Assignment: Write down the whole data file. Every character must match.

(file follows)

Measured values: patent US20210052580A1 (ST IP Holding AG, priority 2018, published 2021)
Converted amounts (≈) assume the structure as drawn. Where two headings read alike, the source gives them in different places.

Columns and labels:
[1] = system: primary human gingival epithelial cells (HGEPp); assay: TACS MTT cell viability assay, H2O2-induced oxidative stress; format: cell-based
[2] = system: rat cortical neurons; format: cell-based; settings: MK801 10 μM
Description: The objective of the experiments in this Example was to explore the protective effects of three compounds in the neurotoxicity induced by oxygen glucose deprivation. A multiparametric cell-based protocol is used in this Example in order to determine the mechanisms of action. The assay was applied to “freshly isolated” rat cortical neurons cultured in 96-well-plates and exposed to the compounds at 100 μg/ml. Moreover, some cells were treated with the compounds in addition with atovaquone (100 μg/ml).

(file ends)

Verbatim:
Measured values: patent US20210052580A1 (ST IP Holding AG, priority 2018, published 2021)
Converted amounts (≈) assume the structure as drawn. Where two headings read alike, the source gives them in different places.

Columns and labels:
[1] = system: primary human gingival epithelial cells (HGEPp); assay: TACS MTT cell viability assay, H2O2-induced oxidative stress; format: cell-based
[2] = system: rat cortical neurons; format: cell-based; settings: MK801 10 μM
Description: The objective of the experiments in this Example was to explore the protective effects of three compounds in the neurotoxicity induced by oxygen glucose deprivation. A multiparametric cell-based protocol is used in this Example in order to determine the mechanisms of action. The assay was applied to “freshly isolated” rat cortical neurons cultured in 96-well-plates and exposed to the compounds at 100 μg/ml. Moreover, some cells were treated with the compounds in addition with atovaquone (100 μg/ml).